“It’s good for GDP growth over­all and it’s gen­er­ally just good for the health of the over­all econ­omy,” says An­drew Cham­ber­lain, chief econ­o­mist at em­ploy­ment hub Glass­door, re­fer­ring to se­nior par­tic­i­pa­tion in the work­force.

Chen notes manufactur­ing-heavy ar­eas within the Rust Belt and in states in­clud­ing Alabama and Ge­or­gia are among those with the low­est se­nior labour par­tic­i­pa­tion.

Manufactur­ing pay­rolls have plum­meted over re­cent decades amid au­to­ma­tion and glob­al­iza­tion chal­lenges.

Labour-in­ten­sive jobs that are prom­i­nent in those ar­eas of­ten pre­clude folks from work­ing later into life, and the types of white col­lar jobs that are more preva­lent in larger cities are in shorter sup­ply.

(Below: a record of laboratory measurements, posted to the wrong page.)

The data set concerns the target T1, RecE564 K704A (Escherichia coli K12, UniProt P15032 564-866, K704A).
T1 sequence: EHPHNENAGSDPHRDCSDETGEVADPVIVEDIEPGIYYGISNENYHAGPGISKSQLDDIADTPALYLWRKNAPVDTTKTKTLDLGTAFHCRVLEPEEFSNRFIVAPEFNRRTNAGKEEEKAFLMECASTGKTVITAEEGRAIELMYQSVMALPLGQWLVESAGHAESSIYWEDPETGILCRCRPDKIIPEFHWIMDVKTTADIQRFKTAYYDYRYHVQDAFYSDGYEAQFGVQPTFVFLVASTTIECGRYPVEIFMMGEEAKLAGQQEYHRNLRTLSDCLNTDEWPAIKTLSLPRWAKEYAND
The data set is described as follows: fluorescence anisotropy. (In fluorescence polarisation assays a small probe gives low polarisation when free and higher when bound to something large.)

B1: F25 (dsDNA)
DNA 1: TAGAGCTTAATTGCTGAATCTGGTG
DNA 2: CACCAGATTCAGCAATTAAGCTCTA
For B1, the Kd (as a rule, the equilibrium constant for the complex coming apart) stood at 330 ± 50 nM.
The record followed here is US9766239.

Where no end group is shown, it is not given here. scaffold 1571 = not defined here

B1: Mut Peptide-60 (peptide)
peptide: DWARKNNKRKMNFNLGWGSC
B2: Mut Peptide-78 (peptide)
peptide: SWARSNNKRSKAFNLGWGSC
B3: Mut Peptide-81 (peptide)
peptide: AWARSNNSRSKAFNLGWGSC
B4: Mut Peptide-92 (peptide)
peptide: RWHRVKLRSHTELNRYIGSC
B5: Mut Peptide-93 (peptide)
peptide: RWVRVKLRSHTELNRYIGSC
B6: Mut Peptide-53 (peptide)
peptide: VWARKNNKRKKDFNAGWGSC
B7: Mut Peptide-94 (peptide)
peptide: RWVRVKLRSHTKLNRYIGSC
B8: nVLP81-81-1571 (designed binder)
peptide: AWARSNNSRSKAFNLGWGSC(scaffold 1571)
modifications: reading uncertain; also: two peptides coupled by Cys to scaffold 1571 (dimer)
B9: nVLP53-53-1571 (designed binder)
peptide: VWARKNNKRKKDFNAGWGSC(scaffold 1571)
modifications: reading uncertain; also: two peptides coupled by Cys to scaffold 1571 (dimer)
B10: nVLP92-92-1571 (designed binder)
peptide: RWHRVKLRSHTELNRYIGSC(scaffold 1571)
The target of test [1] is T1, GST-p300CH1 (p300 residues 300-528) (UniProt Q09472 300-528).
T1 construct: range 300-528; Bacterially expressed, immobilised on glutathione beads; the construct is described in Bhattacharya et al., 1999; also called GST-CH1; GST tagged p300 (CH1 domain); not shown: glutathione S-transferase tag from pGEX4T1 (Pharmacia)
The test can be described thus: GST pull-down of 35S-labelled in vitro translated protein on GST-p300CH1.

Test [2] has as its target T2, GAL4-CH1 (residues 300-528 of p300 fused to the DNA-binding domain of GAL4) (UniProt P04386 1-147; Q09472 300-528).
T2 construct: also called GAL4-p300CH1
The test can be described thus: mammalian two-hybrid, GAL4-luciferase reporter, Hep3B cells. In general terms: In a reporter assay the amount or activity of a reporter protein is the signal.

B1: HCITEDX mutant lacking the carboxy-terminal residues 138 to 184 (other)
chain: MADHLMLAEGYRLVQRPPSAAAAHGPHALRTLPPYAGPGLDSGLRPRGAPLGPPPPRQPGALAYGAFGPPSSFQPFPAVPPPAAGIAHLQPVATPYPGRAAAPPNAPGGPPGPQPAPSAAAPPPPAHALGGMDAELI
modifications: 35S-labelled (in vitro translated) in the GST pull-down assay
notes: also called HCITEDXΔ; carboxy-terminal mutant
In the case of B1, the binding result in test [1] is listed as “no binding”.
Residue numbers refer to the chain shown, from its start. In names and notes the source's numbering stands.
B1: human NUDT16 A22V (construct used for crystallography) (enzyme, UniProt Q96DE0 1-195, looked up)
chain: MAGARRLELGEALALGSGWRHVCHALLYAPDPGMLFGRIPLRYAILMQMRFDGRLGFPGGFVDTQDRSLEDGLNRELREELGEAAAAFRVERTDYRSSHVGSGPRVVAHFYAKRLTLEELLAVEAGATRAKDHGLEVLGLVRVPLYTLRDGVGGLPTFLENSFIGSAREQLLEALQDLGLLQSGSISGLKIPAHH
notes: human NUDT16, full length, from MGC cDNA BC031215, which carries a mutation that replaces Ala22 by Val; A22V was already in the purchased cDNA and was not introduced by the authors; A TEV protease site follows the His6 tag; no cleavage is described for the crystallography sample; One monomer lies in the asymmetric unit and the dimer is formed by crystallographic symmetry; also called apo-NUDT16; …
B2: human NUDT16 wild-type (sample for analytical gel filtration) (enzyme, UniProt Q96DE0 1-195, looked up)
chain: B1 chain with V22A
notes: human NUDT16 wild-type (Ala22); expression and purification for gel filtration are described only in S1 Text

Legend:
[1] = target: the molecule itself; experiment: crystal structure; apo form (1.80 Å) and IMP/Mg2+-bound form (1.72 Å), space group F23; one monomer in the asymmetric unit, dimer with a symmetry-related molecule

“It’s partly just how grim the job prospects are in a lot of mi­crop­oli­tan, or small city and ru­ral, ar­eas,” says Gary Burt­less, a se­nior fel­low at the Brook­ings Institutio­n. “A lot of them are one-in­dus­try towns. And if that in­dus­try has been hit hard, that’s go­ing to be a prob­lem for younger work­ers and older work­ers.”

Burt­less notes el­derly labour force par­tic­i­pa­tion tends to be higher in ur­ban ar­eas where older work­ers are bet­ter ed­u­cated, bet­ter com­pen­sated and less re­liant on labour-in­ten­sive blue col­lar in­dus­tries.

“The think­ing as to why highly ed­u­cated peo­ple tend to work longer is that they may en­joy bet­ter health. They may en­joy bet­ter work­ing con­di­tions,” says Jen Schramm, a strate­gic pol­icy ad­viser for the AARP Public Pol­icy In­sti­tute.

“They are likely to be paid more, so that’s more of an in­cen­tive to keep work­ing.”